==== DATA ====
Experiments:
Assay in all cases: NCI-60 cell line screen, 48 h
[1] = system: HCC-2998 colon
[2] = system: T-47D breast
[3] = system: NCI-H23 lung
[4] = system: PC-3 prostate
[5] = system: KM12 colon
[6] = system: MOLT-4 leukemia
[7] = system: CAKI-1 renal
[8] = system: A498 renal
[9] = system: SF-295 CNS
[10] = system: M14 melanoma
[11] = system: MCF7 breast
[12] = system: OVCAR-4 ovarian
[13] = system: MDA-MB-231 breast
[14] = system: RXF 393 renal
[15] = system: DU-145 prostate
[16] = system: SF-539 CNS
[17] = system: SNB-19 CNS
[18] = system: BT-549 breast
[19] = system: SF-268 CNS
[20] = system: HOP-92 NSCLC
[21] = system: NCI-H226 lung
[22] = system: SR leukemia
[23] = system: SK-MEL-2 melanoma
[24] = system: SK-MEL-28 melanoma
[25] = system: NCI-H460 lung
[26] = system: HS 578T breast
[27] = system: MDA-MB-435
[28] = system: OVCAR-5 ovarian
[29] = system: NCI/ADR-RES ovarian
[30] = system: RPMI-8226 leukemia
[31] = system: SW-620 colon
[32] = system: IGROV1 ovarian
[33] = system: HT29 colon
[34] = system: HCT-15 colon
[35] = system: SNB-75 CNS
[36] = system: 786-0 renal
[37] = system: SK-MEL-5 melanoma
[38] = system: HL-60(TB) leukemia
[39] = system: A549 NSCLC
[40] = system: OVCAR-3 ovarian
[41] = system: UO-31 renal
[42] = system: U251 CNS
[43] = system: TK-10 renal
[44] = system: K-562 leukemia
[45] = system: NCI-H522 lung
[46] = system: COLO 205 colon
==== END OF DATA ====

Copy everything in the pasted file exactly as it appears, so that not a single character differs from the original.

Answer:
Experiments:
Assay in all cases: NCI-60 cell line screen, 48 h
[1] = system: HCC-2998 colon
[2] = system: T-47D breast
[3] = system: NCI-H23 lung
[4] = system: PC-3 prostate
[5] = system: KM12 colon
[6] = system: MOLT-4 leukemia
[7] = system: CAKI-1 renal
[8] = system: A498 renal
[9] = system: SF-295 CNS
[10] = system: M14 melanoma
[11] = system: MCF7 breast
[12] = system: OVCAR-4 ovarian
[13] = system: MDA-MB-231 breast
[14] = system: RXF 393 renal
[15] = system: DU-145 prostate
[16] = system: SF-539 CNS
[17] = system: SNB-19 CNS
[18] = system: BT-549 breast
[19] = system: SF-268 CNS
[20] = system: HOP-92 NSCLC
[21] = system: NCI-H226 lung
[22] = system: SR leukemia
[23] = system: SK-MEL-2 melanoma
[24] = system: SK-MEL-28 melanoma
[25] = system: NCI-H460 lung
[26] = system: HS 578T breast
[27] = system: MDA-MB-435
[28] = system: OVCAR-5 ovarian
[29] = system: NCI/ADR-RES ovarian
[30] = system: RPMI-8226 leukemia
[31] = system: SW-620 colon
[32] = system: IGROV1 ovarian
[33] = system: HT29 colon
[34] = system: HCT-15 colon
[35] = system: SNB-75 CNS
[36] = system: 786-0 renal
[37] = system: SK-MEL-5 melanoma
[38] = system: HL-60(TB) leukemia
[39] = system: A549 NSCLC
[40] = system: OVCAR-3 ovarian
[41] = system: UO-31 renal
[42] = system: U251 CNS
[43] = system: TK-10 renal
[44] = system: K-562 leukemia
[45] = system: NCI-H522 lung
[46] = system: COLO 205 colon